Fires are still raging in Australia and the outlook on climate change will look increasingly dire unless drastic action is taken. Thankfully, it seems that governments are starting to take this seriously.
This week, Spain's newly formed government has officially declared a national climate emergency, on Tuesday. That makes it the 26th country in the world to have announced a climate emergency.
We take a look at what exactly this means for the country and what will change for its citizens?
A plan of action
The official announcement, approved by the Cabinet in Spain, says the country's government will send a climate legislation proposal, aimed at tackling the climate crisis, to parliament within 100 days. As AP News reports, the targets Spain are aiming for in their new legislation largely coincide with those of the European Union.
The main proposal so far is a reduction of net carbon emissions to zero by 2050.
Spain proclaims a climate emergency, creates plan of action https://t.co/vETHeshv4v— Los Angeles Times (@latimes) January 21, 2020
This means that Spanish citizens will see an upsurge in renewable energy solutions. They will also see an increase in sustainable public transport and other initiatives, such as making farming carbon neutral. Barcelona, the country's second city, has already bought 100+ new electric buses over the last few months, as the city aims to cut down emissions.
El pasado 16 de enero nos unimos a #BushFireRebellion en protesta por la inacción contra los incendios que asolan Australia.— Extinction Rebellion Madrid (@xr_madrid) January 18, 2020
Más de 10 millones de hectáreas han sido devoradas por el fuego, lo que sería equivalente, en superficie, a todo Portugal calcinado.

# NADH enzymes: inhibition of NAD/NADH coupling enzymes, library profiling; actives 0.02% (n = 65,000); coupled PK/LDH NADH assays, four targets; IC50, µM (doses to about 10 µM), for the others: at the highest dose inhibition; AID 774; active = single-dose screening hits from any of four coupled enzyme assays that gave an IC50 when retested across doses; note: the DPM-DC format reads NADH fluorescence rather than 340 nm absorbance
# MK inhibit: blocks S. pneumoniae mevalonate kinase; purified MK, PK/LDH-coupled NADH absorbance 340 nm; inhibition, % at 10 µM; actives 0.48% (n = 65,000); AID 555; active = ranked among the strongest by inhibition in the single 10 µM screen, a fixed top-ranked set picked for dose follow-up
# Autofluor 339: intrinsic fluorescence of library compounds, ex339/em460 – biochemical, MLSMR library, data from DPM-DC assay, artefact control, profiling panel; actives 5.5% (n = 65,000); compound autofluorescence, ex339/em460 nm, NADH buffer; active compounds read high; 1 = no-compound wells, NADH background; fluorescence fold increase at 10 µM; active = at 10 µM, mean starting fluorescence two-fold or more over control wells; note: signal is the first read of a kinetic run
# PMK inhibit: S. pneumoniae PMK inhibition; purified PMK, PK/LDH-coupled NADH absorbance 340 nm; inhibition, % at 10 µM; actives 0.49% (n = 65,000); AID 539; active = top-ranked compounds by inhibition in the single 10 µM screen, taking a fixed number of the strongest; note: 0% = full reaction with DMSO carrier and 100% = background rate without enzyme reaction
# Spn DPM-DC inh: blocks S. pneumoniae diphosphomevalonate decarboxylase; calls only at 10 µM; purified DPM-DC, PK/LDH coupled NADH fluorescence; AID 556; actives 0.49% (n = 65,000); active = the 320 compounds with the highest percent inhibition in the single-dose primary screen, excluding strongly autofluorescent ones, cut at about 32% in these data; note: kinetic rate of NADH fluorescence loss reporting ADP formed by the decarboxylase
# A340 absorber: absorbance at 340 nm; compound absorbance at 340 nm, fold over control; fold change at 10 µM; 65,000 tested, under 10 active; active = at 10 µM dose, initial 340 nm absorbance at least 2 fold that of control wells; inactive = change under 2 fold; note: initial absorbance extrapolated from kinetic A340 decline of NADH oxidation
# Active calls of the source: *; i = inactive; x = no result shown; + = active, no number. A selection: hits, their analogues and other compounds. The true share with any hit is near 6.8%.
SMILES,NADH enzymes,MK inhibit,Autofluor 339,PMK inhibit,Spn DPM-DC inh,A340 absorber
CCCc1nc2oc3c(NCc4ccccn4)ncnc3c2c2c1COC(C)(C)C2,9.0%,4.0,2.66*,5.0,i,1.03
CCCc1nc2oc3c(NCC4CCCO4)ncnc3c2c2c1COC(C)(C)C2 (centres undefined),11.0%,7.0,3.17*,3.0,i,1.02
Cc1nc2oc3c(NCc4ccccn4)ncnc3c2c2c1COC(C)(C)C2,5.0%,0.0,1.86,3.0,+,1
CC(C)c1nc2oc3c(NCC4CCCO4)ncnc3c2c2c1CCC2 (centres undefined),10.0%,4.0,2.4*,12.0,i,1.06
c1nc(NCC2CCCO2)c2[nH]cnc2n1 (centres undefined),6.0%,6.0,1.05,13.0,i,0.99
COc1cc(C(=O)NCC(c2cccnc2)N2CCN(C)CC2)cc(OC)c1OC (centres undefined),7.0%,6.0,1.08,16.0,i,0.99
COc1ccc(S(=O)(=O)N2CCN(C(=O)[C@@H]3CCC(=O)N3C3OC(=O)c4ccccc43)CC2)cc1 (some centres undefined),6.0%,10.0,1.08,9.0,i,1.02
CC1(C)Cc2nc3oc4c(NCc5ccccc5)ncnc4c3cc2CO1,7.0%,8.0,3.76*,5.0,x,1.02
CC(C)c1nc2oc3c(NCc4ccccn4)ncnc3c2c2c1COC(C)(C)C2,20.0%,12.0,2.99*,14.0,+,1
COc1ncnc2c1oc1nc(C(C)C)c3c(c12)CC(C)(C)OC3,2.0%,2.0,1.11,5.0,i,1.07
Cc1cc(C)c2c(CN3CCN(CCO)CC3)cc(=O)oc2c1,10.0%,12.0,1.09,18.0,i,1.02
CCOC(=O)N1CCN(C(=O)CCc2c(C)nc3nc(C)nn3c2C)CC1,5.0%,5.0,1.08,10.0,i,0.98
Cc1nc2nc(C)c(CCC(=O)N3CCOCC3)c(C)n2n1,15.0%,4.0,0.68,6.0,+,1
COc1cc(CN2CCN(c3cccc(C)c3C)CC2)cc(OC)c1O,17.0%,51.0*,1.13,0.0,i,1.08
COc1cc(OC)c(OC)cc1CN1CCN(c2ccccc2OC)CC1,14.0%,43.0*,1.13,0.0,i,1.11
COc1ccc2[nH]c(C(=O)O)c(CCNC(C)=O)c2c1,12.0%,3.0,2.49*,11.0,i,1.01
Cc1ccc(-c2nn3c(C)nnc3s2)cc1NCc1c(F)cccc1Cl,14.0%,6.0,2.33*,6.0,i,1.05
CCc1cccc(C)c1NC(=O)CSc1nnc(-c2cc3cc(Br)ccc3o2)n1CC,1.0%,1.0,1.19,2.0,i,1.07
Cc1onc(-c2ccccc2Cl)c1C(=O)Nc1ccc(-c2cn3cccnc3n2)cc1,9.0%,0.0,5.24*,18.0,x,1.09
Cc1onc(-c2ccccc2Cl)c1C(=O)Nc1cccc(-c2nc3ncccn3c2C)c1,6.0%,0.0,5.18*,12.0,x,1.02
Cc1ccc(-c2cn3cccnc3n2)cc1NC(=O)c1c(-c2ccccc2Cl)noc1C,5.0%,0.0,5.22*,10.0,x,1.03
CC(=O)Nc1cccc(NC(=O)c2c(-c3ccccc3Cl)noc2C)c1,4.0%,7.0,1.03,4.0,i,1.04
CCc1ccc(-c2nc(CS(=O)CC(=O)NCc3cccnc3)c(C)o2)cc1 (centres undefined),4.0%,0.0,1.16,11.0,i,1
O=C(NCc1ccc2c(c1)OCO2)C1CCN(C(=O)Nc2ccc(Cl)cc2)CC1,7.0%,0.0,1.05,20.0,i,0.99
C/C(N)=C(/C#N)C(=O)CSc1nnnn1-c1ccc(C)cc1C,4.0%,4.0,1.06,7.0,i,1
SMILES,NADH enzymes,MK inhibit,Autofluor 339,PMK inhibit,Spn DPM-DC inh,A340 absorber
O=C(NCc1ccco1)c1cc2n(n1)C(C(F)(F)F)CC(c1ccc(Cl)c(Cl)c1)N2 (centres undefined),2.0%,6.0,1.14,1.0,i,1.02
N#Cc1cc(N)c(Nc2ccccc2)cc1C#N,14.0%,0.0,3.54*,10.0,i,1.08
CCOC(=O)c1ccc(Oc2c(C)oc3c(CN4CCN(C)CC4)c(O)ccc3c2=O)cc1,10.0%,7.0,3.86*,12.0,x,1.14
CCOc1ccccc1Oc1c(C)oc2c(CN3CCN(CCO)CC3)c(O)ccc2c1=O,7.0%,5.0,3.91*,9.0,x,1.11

Abrimos hilo 👇🏽 pic.twitter.com/XvZjOuIK4z
The official announcement from the Spanish government comes at roughly the same time as Storm Gloria hit the east coast of Spain causing a freak foam flood in Tossa de Mar, north of Barcelona.
We know that Spain's coalition government wants up to 95% of the country's electricity to come from renewable sources by 2040. However, the full details of the plan won't be made public until the proposed legislation is sent to parliament for approval.
Will it be enough?
Climate activist group Extinction Rebellion were quick to praise Spain's decision, with one caveat: while Spain's announcement does tick off two of the group's well-known demands — tell the truth and form a citizen's assembly to tackle the issue — it doesn't aim to bring carbon emissions down to net zero by 2025.
Spain has declared a national #ClimateEmergency this Tuesday.👏— Extinction Rebellion (@ExtinctionR) January 22, 2020
❌Net zero by 2025 (instead: "2050 decarbonisation strategy")
Urge your country to declare climate emergency: https://t.co/93FYz89Crk@EsXrebellionhttps://t.co/o4zzCqpbrA
Some might say that Extinction's Rebellion's demands and actions are excessive, while others say they are necessary. One thing that can't be debated is that 2019 saw the end of by far the hottest decade on record — a worrying trend that urgently needs addressing.